"This Is What Musical Notes Actually Look Like" (Nautili.us)

The audio is now available on a beautiful vinyl record: Louviere + Vanessa: Resonantia

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Today is the 30th anniversary of REM's "Lifes Rich Pageant"

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Thirty years ago today, REM released the magnificent "Lifes Rich Pageant," an iconic alternative rock album of the 1980s, and forever. The source of the title is the 1964 film A Shot in the Dark:

Inspector Clouseau opens car door and falls into a fountain. Maria: "You should get out of these clothes immediately. You'll catch your death of pneumonia, you will." Clouseau: "Yes, I probably will. But it's all part of life's rich pageant, you know?"

Above, one of Michael Stipe's favorite songs from the entire REM catalog, "Fall on Me," about oppression. Below, "Swan Swan H."

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Premiere: Trippy cinematic surf music reissues from 1960s-70s Australia

In 1971, Australian filmmaker Paul Witzig released his fourth surf movie Sea of Joy, celebrating the rise of the short boards. To score the film, Witzig enlisted Sydney band Tully, best known at the time as the backing band for the Australian production of the psychedelic musical Hair. Now, the good people at Anthology Recordings have reissued Tully's "Sea of Joy" soundtrack on vinyl. Here's what they say about the release:

Like many surfers and non-surfers alike, Witzig had been mesmerised by Tully's concert performances. By the time he finished filming his latest surfing epic, Evolution, the sound of Tully had changed though. Gone was the organ-dominated sound (the group was reputedly the first Australian band to use the Moog synthesiser), replaced by more gentle melodies, many with spiritual significance.

Recorded at EMI's Sydney studios, Tully's soundtrack material was subsequently edited for the album release into cohesive musical interludes. As such, they are held together in the album sequence by a magnetic musical flow that starts with “Sea Of Joy (Part 1)” (above) and ends with “Sea Of Joy (Part 2).” Vinyl edition features booklet liner notes by Aussie surf historian Stephen McParland and other-wordly ephemera.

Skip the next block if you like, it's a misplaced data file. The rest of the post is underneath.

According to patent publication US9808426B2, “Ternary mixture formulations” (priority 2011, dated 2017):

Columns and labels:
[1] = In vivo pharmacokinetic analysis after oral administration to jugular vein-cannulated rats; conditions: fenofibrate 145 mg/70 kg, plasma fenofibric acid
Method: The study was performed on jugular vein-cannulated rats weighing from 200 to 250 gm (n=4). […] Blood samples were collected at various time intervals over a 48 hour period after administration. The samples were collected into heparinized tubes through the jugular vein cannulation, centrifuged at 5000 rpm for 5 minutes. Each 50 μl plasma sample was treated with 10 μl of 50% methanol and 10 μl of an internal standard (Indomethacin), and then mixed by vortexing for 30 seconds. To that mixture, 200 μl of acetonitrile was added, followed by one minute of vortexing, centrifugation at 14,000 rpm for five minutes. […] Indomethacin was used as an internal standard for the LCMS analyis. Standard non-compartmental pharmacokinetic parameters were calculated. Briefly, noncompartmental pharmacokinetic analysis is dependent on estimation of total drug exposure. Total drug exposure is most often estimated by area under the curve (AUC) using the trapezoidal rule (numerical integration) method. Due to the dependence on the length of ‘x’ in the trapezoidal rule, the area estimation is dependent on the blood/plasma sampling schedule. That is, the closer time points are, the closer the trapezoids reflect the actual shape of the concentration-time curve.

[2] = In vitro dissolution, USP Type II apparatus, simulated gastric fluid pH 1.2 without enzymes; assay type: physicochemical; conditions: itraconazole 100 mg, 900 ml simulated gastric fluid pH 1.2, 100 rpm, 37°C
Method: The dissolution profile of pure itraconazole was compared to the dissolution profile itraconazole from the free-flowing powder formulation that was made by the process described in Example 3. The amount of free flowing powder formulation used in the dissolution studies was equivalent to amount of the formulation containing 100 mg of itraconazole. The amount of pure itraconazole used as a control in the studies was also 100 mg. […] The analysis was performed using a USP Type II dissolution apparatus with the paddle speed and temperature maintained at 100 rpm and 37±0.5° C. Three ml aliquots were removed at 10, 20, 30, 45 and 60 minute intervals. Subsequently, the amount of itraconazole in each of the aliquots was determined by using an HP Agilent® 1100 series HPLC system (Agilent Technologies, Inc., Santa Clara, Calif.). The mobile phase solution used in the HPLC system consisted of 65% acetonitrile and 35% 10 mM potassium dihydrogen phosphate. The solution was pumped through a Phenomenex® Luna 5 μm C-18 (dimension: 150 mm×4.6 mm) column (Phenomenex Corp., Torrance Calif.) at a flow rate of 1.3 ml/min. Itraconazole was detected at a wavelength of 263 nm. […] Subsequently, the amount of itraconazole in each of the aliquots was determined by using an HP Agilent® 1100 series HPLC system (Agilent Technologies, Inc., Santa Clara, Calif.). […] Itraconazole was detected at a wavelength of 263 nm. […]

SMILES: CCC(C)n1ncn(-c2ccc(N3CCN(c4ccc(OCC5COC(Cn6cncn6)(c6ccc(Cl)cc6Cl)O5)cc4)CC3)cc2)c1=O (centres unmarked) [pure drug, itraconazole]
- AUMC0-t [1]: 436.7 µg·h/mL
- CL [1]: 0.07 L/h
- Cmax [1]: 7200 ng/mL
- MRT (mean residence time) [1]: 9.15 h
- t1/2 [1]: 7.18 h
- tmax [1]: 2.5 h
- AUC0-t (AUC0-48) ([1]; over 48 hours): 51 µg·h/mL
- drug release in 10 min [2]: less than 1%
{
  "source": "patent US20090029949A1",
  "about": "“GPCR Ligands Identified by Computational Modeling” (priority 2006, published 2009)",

Along with Tully's "Sea of Joy," Anthology Recordings have also reissued Tamam Shud's glorious soundtrack to Witzig's prior surf film, "Evolution."

Pitted. So pitted.

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Dig this portable record player from 1966

I really dig the design of this 1966 portable record player! If I had one, I'd play Manfred Mann's "Pretty Flamingo" on it too.

"You can treat it just like a transistor radio and the sound is free of distortion however you carry it!"

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The Fresh Tank Engine of Sodor

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Will Smith's entry in the annals of catchy Thomas the Tank Engine remixes is even better than Biggie the Tank Engine.

Also, "Insane in the Train" is the perfect title, but that mix isn't quite up to the gold standard of the others:

Here's Back in Coal Black, just madness: Read the rest

Watch Iggy Pop and Tom Waits acting weird, as directed by Jim Jarmusch

In Jim Jarmusch's original short film "Coffee and Cigarettes: Somewhere in California" (1993), Iggy Pop and Tom Waits celebrate quitting smoking by having a cigarette, enjoy some awkward chit chat, and confess their love for IHOP coffee. Here's Jim Jarmusch talking about shooting the scene:

Tom was exhausted. We had just shot a video the day before for "I Don't Wanna Grow Up" and he had been doing a lot of press. He was kind of in a surly mood as he is sometimes, but he's also very warm. He came in late that morning - I had given him the script the night before - and I was with Iggy. Tom threw the script down on the table and said, "Well, you know, you said this was going to be funny, Jim. Maybe you better just circle the jokes 'cause I don't see them". He looked at poor Iggy and said, "What do you think Iggy?" Iggy said, "I think I'm gonna go get some coffee and let you guys talk." So I calmed Tom down. I knew it was just early in the morning and Tom was in a bad mood. His attitude changed completely, but I wanted him to keep some of that paranoid surliness in the script. We worked with that and kept it in his character. If he had been in a really good mood, I don't think the film would have been as funny."